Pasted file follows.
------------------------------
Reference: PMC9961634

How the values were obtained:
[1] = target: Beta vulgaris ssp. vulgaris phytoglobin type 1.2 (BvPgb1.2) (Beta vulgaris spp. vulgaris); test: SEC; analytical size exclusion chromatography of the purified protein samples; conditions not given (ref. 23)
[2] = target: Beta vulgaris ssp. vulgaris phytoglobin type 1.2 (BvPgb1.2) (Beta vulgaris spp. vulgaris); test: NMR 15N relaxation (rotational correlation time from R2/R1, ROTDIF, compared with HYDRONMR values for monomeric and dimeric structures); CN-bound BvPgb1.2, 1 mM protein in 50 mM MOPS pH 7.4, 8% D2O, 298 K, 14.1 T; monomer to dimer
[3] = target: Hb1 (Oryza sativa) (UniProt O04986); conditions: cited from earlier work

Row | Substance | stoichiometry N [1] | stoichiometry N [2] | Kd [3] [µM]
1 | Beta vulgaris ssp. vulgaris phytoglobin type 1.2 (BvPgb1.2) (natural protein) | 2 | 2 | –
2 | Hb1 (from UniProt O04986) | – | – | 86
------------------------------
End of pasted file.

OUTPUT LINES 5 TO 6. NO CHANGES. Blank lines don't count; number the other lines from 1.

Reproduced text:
[3] = target: Hb1 (Oryza sativa) (UniProt O04986); conditions: cited from earlier work

Row | Substance | stoichiometry N [1] | stoichiometry N [2] | Kd [3] [µM]